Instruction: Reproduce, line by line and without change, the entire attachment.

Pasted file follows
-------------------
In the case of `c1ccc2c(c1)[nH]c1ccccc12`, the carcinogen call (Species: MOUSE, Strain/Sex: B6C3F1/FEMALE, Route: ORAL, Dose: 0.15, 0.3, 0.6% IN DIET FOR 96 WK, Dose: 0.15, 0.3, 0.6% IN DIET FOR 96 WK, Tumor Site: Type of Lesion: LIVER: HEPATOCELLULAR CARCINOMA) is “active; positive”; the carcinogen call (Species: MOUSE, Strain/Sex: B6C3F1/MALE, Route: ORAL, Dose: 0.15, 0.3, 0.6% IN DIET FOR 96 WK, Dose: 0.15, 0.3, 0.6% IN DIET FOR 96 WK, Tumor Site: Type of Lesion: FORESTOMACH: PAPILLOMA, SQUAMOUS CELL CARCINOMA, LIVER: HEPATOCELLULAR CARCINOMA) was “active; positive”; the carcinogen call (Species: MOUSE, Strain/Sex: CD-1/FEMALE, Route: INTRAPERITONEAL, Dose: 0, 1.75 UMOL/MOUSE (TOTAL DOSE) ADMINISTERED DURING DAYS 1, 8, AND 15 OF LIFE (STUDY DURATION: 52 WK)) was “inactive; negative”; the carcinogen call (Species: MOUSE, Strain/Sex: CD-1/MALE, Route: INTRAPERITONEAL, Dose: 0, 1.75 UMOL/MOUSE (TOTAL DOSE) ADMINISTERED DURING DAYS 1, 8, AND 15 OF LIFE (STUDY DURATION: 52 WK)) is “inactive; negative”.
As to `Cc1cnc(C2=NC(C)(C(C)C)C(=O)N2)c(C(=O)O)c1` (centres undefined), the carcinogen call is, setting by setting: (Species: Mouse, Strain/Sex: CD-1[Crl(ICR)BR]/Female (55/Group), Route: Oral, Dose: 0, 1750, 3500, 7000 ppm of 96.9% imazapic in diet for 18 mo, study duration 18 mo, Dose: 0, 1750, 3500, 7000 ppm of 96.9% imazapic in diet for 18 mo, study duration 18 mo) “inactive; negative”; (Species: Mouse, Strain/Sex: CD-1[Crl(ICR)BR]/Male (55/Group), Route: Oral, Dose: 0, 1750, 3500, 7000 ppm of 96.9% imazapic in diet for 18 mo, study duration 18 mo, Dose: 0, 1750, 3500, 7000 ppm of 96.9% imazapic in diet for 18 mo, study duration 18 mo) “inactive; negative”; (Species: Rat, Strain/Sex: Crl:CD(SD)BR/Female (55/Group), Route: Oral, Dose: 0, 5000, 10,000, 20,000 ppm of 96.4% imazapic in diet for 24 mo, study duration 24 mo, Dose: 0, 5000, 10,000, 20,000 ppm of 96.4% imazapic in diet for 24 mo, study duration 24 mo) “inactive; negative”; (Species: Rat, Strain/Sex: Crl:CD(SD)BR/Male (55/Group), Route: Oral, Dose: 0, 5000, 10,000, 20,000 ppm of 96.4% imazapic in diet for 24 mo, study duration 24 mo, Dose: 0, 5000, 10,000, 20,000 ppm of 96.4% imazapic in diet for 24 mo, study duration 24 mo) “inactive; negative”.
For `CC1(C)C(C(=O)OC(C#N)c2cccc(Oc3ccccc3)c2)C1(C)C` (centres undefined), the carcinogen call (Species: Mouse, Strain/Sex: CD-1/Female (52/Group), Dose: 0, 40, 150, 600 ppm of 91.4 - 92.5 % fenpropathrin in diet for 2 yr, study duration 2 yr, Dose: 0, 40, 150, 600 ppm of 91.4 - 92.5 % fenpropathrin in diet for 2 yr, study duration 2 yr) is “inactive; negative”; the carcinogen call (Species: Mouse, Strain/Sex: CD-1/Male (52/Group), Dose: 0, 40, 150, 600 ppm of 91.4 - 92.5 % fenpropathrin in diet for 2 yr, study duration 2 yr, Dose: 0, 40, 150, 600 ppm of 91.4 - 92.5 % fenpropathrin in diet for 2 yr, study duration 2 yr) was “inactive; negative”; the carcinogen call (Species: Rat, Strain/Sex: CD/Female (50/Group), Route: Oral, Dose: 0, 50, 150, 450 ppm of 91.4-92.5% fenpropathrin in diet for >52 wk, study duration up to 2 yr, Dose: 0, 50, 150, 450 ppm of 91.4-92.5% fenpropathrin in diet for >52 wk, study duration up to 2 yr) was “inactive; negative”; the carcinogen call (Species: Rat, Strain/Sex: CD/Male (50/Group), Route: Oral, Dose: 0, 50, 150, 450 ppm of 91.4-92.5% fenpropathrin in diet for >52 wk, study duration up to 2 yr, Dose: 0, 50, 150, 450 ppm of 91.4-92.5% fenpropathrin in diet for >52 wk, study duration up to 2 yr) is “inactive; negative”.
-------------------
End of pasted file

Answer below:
In the case of `c1ccc2c(c1)[nH]c1ccccc12`, the carcinogen call (Species: MOUSE, Strain/Sex: B6C3F1/FEMALE, Route: ORAL, Dose: 0.15, 0.3, 0.6% IN DIET FOR 96 WK, Dose: 0.15, 0.3, 0.6% IN DIET FOR 96 WK, Tumor Site: Type of Lesion: LIVER: HEPATOCELLULAR CARCINOMA) is “active; positive”; the carcinogen call (Species: MOUSE, Strain/Sex: B6C3F1/MALE, Route: ORAL, Dose: 0.15, 0.3, 0.6% IN DIET FOR 96 WK, Dose: 0.15, 0.3, 0.6% IN DIET FOR 96 WK, Tumor Site: Type of Lesion: FORESTOMACH: PAPILLOMA, SQUAMOUS CELL CARCINOMA, LIVER: HEPATOCELLULAR CARCINOMA) was “active; positive”; the carcinogen call (Species: MOUSE, Strain/Sex: CD-1/FEMALE, Route: INTRAPERITONEAL, Dose: 0, 1.75 UMOL/MOUSE (TOTAL DOSE) ADMINISTERED DURING DAYS 1, 8, AND 15 OF LIFE (STUDY DURATION: 52 WK)) was “inactive; negative”; the carcinogen call (Species: MOUSE, Strain/Sex: CD-1/MALE, Route: INTRAPERITONEAL, Dose: 0, 1.75 UMOL/MOUSE (TOTAL DOSE) ADMINISTERED DURING DAYS 1, 8, AND 15 OF LIFE (STUDY DURATION: 52 WK)) is “inactive; negative”.
As to `Cc1cnc(C2=NC(C)(C(C)C)C(=O)N2)c(C(=O)O)c1` (centres undefined), the carcinogen call is, setting by setting: (Species: Mouse, Strain/Sex: CD-1[Crl(ICR)BR]/Female (55/Group), Route: Oral, Dose: 0, 1750, 3500, 7000 ppm of 96.9% imazapic in diet for 18 mo, study duration 18 mo, Dose: 0, 1750, 3500, 7000 ppm of 96.9% imazapic in diet for 18 mo, study duration 18 mo) “inactive; negative”; (Species: Mouse, Strain/Sex: CD-1[Crl(ICR)BR]/Male (55/Group), Route: Oral, Dose: 0, 1750, 3500, 7000 ppm of 96.9% imazapic in diet for 18 mo, study duration 18 mo, Dose: 0, 1750, 3500, 7000 ppm of 96.9% imazapic in diet for 18 mo, study duration 18 mo) “inactive; negative”; (Species: Rat, Strain/Sex: Crl:CD(SD)BR/Female (55/Group), Route: Oral, Dose: 0, 5000, 10,000, 20,000 ppm of 96.4% imazapic in diet for 24 mo, study duration 24 mo, Dose: 0, 5000, 10,000, 20,000 ppm of 96.4% imazapic in diet for 24 mo, study duration 24 mo) “inactive; negative”; (Species: Rat, Strain/Sex: Crl:CD(SD)BR/Male (55/Group), Route: Oral, Dose: 0, 5000, 10,000, 20,000 ppm of 96.4% imazapic in diet for 24 mo, study duration 24 mo, Dose: 0, 5000, 10,000, 20,000 ppm of 96.4% imazapic in diet for 24 mo, study duration 24 mo) “inactive; negative”.
For `CC1(C)C(C(=O)OC(C#N)c2cccc(Oc3ccccc3)c2)C1(C)C` (centres undefined), the carcinogen call (Species: Mouse, Strain/Sex: CD-1/Female (52/Group), Dose: 0, 40, 150, 600 ppm of 91.4 - 92.5 % fenpropathrin in diet for 2 yr, study duration 2 yr, Dose: 0, 40, 150, 600 ppm of 91.4 - 92.5 % fenpropathrin in diet for 2 yr, study duration 2 yr) is “inactive; negative”; the carcinogen call (Species: Mouse, Strain/Sex: CD-1/Male (52/Group), Dose: 0, 40, 150, 600 ppm of 91.4 - 92.5 % fenpropathrin in diet for 2 yr, study duration 2 yr, Dose: 0, 40, 150, 600 ppm of 91.4 - 92.5 % fenpropathrin in diet for 2 yr, study duration 2 yr) was “inactive; negative”; the carcinogen call (Species: Rat, Strain/Sex: CD/Female (50/Group), Route: Oral, Dose: 0, 50, 150, 450 ppm of 91.4-92.5% fenpropathrin in diet for >52 wk, study duration up to 2 yr, Dose: 0, 50, 150, 450 ppm of 91.4-92.5% fenpropathrin in diet for >52 wk, study duration up to 2 yr) was “inactive; negative”; the carcinogen call (Species: Rat, Strain/Sex: CD/Male (50/Group), Route: Oral, Dose: 0, 50, 150, 450 ppm of 91.4-92.5% fenpropathrin in diet for >52 wk, study duration up to 2 yr, Dose: 0, 50, 150, 450 ppm of 91.4-92.5% fenpropathrin in diet for >52 wk, study duration up to 2 yr) is “inactive; negative”.